Hide any screen Output:
The option to hide output prevents the user from seeing the output generated by the item being launched. It does not suppress the output as a silent or quiet switch might do, but rather hides the output so that the user cannot see it. The default setting of this feature (deselected) is that any output generated by the launched application will be displayed to the user. This option is not included in the CBM application launcher object since there must be no output because it runs in the machine space only.
The option to run asynchronously instructs the main script to launch the element without stopping the main script. Therefore, no return code is available when launching asynchronously. The default setting (deselected) is to run synchronously which means the main script will halt and wait for the application to complete processing before continuing. Therefore, a return code will be available when launching synchronously.
Run as administrator:
The run as admin option allows the element to be launched in the context of a local administrator. This allows the domain administrator to centrally launch applications in the security context of a local administrator even though the user logging on possesses only user privileges. If the application is being launched with the run as admin option selected, the administrative context is also passed to any child processes launched by the parent application. The default setting of this feature (deselected) is that run as admin will not be used and the setting will be launched in the security context of the interactive logged on user. The “Run as Admin” option is not included in the CBM application launcher object since it will always run as Local System which has local admin privileges on the workstation.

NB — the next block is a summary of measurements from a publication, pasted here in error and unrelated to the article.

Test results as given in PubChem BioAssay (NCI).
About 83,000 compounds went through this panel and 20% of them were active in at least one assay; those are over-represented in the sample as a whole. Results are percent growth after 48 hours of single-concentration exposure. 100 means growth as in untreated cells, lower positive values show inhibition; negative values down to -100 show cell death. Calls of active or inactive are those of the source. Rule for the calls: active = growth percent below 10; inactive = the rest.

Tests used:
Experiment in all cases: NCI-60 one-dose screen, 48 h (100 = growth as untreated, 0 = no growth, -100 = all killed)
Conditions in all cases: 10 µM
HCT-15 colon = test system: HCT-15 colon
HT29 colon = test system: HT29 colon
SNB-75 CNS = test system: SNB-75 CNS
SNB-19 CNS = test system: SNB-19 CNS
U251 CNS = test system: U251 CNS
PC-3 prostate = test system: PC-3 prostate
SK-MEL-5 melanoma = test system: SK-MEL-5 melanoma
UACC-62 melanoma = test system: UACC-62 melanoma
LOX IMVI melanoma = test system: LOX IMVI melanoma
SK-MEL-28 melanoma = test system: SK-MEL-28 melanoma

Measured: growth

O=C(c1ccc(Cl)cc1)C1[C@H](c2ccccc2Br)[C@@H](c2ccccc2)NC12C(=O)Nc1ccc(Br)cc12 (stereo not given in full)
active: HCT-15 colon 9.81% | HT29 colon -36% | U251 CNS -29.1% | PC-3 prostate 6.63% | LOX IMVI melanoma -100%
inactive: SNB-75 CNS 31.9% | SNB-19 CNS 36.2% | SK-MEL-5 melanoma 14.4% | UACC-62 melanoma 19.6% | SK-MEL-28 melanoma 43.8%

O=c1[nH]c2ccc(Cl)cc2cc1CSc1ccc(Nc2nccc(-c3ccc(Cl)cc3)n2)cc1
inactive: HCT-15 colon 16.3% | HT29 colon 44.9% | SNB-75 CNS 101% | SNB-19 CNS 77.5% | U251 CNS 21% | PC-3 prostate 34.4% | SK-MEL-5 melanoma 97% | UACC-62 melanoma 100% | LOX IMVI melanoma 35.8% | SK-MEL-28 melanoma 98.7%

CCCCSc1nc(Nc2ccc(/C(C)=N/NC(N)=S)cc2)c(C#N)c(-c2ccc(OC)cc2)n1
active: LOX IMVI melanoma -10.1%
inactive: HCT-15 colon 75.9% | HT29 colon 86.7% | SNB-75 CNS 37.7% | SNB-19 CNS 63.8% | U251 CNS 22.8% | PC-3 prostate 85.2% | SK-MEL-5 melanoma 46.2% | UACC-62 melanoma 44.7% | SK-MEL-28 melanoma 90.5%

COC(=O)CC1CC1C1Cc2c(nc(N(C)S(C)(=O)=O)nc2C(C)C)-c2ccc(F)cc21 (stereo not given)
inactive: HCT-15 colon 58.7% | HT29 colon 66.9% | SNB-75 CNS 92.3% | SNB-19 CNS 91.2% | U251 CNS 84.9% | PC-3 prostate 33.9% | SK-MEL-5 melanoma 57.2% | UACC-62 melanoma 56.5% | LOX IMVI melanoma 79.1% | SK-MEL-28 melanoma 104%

The easiest method to troubleshoot the application launcher is to create an element with CMD.exe specified as the target. Do not specify any arguments. Do not select the option to hide the output or to launch the element asynchronously. The run as admin box may or may not be selected depending upon what security context is desired to launch the application in. Once the element has been created according to the guidelines above, simply save and replicate the changes and logon to the client machine to test. The expected behavior is that the main script will stop and launch a command prompt. At the command prompt, type SET U [Enter] in order to see what security context the command prompt was launched in. If the selection to run as admin was not selected, the SET U command will return the interactive logged on user’s name. On the contrary, if the selection to run as admin was selected, the SET U command will return the Domain User service account that was provided for the Desktop Authority Administrative service (which is a local administrator on the client machine). Once it is determined which security context is being used, simply enter the desired target and arguments and press the enter key to see if the command completes successfully (Return Code: 0) or if a problem is encountered. When troubleshooting a computer based element, there is no output so there must be a reliance on the log files to view the return code.